A benign cyst is a cyst that is not cancerous. A cyst is a sac that has a membrane that separates the nearby tissue. It can be filled with air, fluids, or semi-solid material.
The cyst may become infected and filled with pus. The infection can cause lymph nodes to swell if it is left untreated. An infected cyst is called an abscess.
Some cysts will not need to be treated and disappear on their own, but others may need to be surgically treated. Treatment will depend on the type of cyst.
13 Types of Benign Cyst
There are different types of benign cysts. They can be on almost any part of the body. These are some of the types of cysts:
- Cysts on the breasts – fibrocystic breast disease
- Baker (popliteal) – behind the knee
- Ganglion – of joints or tendons
- Chalazion – of eye glands
- Sebaceous – of small glands in the skin
- Epidermal – on the face, scalp, neck, and trunk
- Bartholin – small glands near the vaginal opening
- Pineal – pineal gland of the brain
- Pancreatic – in the pancreas
- Polycystic – kidney
- Tarlov (meningeal or perineural) – in the sacrum, the fused bones at the base of the spine
- Arachnoid – between one of three membranes that cover the brain and spinal cord
A doctor will need to examine and diagnosis a cyst. Lumps on lymph nodes can be a sign that the cyst is infected or maybe even cancer. Cysts may resemble a cancerous tumor or an abscess, which are serious medical conditions.
What Are The Causes
Obstructions can cause a cyst (Cyst – healthline.com) to develop, like when a gland becomes clogged and fluids cannot drain. Other causes include infection, tumor, genetics, chronic inflammatory disease, and defects present at birth. Sometimes they are caused by a parasite or an impact injury.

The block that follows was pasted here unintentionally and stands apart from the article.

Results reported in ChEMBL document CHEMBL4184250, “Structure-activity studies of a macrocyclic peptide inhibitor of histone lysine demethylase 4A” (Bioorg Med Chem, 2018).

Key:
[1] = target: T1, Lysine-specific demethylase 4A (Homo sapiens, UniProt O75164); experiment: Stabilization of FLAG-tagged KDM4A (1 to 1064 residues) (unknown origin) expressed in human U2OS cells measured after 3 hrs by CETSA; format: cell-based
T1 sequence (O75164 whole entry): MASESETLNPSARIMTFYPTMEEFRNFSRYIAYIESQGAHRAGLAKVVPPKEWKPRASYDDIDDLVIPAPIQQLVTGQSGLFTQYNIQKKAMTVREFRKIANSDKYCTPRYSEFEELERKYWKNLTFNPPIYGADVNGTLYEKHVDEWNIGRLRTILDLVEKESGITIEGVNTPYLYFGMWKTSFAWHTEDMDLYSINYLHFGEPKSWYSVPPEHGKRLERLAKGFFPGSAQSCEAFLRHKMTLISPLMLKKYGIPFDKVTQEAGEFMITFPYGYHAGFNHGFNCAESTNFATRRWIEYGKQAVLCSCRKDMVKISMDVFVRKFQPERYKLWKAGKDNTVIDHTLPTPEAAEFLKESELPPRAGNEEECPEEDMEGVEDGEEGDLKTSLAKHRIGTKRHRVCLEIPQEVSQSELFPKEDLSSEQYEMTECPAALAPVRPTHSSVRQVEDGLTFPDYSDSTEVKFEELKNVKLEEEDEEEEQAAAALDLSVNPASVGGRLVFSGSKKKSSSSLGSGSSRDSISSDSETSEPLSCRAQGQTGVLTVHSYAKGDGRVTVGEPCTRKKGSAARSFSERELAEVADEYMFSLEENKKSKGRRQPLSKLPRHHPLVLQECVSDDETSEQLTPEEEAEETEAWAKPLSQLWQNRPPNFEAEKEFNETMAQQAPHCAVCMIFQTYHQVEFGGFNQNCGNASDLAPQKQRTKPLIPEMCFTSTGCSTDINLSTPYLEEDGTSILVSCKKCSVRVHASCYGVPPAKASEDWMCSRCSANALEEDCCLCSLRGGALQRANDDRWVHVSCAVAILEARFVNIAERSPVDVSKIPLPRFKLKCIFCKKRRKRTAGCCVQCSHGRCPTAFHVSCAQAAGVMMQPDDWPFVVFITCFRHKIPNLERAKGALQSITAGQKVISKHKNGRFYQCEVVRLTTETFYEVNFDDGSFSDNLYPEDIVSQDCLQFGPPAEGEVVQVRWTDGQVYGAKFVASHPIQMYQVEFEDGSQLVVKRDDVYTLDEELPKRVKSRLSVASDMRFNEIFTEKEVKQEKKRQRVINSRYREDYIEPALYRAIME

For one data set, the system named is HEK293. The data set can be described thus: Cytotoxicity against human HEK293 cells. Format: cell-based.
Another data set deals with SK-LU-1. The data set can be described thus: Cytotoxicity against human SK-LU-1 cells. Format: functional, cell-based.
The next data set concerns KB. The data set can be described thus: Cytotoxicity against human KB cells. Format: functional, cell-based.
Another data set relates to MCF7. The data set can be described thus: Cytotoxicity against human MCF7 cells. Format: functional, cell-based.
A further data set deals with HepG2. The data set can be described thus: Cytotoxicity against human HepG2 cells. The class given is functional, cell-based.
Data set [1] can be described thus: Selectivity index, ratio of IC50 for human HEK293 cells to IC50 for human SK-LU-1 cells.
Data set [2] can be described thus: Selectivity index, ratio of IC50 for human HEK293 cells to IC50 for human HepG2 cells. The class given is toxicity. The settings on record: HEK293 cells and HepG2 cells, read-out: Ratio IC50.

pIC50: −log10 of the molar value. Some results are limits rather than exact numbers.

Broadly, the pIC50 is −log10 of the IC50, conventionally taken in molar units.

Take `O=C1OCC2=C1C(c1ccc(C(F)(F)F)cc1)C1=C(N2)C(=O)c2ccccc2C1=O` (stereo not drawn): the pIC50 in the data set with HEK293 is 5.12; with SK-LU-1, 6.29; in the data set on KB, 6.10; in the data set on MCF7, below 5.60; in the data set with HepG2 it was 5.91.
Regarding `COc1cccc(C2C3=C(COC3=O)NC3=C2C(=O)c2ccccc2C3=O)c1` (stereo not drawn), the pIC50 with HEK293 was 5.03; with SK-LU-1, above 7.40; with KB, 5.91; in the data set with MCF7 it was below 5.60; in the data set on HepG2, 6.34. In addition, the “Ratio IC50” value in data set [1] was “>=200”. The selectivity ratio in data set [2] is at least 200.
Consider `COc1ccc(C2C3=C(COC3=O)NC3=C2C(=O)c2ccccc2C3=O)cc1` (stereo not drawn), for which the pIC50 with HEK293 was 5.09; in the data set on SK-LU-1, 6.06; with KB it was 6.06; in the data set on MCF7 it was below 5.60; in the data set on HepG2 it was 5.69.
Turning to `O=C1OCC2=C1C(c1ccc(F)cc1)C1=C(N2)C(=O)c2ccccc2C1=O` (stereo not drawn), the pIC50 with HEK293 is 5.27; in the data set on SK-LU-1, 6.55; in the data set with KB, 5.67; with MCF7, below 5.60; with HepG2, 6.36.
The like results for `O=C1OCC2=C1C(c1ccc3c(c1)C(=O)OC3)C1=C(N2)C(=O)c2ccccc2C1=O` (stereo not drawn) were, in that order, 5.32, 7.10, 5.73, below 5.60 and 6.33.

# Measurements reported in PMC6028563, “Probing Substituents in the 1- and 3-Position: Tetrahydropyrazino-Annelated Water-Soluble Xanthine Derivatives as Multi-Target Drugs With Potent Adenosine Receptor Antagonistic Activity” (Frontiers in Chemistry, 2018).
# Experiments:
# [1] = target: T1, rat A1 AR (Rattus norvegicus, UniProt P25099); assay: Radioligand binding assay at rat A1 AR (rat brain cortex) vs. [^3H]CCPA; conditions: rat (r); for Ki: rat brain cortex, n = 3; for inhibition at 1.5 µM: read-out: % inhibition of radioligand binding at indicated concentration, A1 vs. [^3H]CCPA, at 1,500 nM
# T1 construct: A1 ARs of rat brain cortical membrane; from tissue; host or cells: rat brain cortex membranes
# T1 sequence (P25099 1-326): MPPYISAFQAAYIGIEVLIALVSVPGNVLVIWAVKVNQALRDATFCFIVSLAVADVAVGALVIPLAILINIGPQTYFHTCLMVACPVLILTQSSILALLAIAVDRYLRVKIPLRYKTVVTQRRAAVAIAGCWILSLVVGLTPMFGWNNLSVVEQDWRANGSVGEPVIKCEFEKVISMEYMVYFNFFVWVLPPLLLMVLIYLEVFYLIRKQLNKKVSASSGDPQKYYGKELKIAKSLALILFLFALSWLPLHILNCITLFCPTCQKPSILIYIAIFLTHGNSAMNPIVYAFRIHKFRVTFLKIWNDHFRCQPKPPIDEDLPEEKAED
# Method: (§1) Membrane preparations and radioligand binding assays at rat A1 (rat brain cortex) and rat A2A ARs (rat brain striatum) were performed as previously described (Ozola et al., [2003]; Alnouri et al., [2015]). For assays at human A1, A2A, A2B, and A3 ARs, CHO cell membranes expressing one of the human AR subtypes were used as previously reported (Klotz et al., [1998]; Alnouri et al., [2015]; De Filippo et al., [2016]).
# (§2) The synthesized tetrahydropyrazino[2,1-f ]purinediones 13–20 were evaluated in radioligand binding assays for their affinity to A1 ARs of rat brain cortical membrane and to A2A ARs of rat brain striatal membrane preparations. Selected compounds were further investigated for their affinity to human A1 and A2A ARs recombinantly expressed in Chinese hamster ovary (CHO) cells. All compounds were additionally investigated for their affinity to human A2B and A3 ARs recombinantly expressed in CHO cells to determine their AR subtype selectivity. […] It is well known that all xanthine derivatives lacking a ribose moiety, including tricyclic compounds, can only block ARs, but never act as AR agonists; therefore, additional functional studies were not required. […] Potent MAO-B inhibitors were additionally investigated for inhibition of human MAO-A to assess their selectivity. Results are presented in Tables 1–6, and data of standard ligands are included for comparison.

There isn’t much that can be done to prevent a cyst from developing. Sometimes good hygiene can prevent glands from becoming blocked. A robust immune system will help prevent an infection from developing and a cyst growing an abscess.
Additional Information – Lymph Node Infection
A benign cyst may not be treated at all because it may disappear on its own. For a stubborn cyst, one that keeps growing interferes with functioning, or for cosmetic reasons, some cysts may need to be removed with a surgical procedure.
It can sometimes be done in the doctor’s office or as an outpatient procedure. For larger cysts or ones that need more extensive surgery, a patient may need to remain in the hospital longer. Some cysts may leave a hole or cavity once it has been removed or drained. A recurrent cyst in a gland may be treated by suturing the gland open so that it cannot become clogged. Antibiotics are often prescribed after a cyst is treated to prevent infection.
Most cysts can be easily treated. When a cyst is removed, it will be tested to determine if it is cancerous or not. Due to the risk of cancer, all cysts should be examined by a doctor.